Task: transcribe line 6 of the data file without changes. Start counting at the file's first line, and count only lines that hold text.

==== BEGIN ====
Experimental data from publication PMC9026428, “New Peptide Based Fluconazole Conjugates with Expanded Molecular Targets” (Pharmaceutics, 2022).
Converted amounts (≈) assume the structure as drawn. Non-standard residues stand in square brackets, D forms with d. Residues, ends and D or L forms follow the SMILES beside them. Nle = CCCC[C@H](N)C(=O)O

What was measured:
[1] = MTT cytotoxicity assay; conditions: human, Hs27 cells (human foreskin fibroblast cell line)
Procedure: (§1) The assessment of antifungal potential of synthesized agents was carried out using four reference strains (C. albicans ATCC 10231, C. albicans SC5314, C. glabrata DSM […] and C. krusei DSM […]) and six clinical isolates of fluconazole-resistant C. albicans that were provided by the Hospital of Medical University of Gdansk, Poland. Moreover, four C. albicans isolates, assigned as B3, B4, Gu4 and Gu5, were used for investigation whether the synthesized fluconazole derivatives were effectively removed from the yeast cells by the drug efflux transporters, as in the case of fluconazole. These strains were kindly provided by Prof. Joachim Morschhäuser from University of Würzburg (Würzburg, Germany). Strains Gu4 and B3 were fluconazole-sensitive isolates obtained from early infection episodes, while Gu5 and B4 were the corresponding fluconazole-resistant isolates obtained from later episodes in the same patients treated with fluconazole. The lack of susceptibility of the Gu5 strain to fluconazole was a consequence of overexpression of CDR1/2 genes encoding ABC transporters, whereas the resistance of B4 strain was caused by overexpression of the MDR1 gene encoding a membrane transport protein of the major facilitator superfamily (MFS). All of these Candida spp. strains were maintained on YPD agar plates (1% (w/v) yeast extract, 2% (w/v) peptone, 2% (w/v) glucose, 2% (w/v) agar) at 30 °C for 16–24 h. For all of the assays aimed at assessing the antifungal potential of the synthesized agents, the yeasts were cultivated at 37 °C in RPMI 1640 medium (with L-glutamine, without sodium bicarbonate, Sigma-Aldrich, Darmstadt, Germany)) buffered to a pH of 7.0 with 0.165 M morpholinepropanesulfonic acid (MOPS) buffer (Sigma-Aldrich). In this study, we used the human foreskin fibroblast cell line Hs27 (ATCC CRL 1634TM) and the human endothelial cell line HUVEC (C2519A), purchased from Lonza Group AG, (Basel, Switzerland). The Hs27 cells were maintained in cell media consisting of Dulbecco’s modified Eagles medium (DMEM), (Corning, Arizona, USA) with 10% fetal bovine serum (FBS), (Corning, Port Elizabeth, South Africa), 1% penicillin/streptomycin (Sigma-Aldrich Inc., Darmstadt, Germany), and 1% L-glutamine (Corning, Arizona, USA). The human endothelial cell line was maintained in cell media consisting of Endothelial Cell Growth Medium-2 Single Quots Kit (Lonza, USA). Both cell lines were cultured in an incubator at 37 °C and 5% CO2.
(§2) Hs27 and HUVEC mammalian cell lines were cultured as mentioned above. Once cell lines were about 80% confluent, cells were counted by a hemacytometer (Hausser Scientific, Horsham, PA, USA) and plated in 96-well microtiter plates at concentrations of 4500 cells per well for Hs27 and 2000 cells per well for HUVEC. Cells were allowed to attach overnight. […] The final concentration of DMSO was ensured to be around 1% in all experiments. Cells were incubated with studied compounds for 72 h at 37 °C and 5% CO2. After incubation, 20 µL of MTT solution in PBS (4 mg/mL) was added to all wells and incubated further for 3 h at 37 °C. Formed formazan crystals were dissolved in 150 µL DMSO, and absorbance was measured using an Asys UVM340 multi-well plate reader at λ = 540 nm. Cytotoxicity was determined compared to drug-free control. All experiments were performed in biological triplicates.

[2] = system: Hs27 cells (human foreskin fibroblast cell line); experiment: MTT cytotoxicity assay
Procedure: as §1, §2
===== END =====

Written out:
(§2) Hs27 and HUVEC mammalian cell lines were cultured as mentioned above. Once cell lines were about 80% confluent, cells were counted by a hemacytometer (Hausser Scientific, Horsham, PA, USA) and plated in 96-well microtiter plates at concentrations of 4500 cells per well for Hs27 and 2000 cells per well for HUVEC. Cells were allowed to attach overnight. […] The final concentration of DMSO was ensured to be around 1% in all experiments. Cells were incubated with studied compounds for 72 h at 37 °C and 5% CO2. After incubation, 20 µL of MTT solution in PBS (4 mg/mL) was added to all wells and incubated further for 3 h at 37 °C. Formed formazan crystals were dissolved in 150 µL DMSO, and absorbance was measured using an Asys UVM340 multi-well plate reader at λ = 540 nm. Cytotoxicity was determined compared to drug-free control. All experiments were performed in biological triplicates.